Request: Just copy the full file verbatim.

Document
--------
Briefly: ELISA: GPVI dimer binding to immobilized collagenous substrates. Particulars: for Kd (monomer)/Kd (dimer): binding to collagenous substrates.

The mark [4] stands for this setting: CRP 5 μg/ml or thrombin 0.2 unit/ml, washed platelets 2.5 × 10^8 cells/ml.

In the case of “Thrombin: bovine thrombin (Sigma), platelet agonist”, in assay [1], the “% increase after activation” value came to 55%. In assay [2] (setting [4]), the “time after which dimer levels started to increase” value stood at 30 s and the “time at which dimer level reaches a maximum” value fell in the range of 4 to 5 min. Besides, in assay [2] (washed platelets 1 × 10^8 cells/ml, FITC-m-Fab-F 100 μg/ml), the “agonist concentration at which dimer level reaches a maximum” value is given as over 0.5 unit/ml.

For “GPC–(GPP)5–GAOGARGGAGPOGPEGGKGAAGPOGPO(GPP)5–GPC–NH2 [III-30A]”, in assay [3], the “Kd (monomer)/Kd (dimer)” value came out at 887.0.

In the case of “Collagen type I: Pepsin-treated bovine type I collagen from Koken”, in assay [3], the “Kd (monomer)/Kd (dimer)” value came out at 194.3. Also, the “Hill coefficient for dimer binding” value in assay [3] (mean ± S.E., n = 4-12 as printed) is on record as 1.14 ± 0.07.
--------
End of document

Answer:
Briefly: ELISA: GPVI dimer binding to immobilized collagenous substrates. Particulars: for Kd (monomer)/Kd (dimer): binding to collagenous substrates.

The mark [4] stands for this setting: CRP 5 μg/ml or thrombin 0.2 unit/ml, washed platelets 2.5 × 10^8 cells/ml.

In the case of “Thrombin: bovine thrombin (Sigma), platelet agonist”, in assay [1], the “% increase after activation” value came to 55%. In assay [2] (setting [4]), the “time after which dimer levels started to increase” value stood at 30 s and the “time at which dimer level reaches a maximum” value fell in the range of 4 to 5 min. Besides, in assay [2] (washed platelets 1 × 10^8 cells/ml, FITC-m-Fab-F 100 μg/ml), the “agonist concentration at which dimer level reaches a maximum” value is given as over 0.5 unit/ml.

For “GPC–(GPP)5–GAOGARGGAGPOGPEGGKGAAGPOGPO(GPP)5–GPC–NH2 [III-30A]”, in assay [3], the “Kd (monomer)/Kd (dimer)” value came out at 887.0.

In the case of “Collagen type I: Pepsin-treated bovine type I collagen from Koken”, in assay [3], the “Kd (monomer)/Kd (dimer)” value came out at 194.3. Also, the “Hill coefficient for dimer binding” value in assay [3] (mean ± S.E., n = 4-12 as printed) is on record as 1.14 ± 0.07.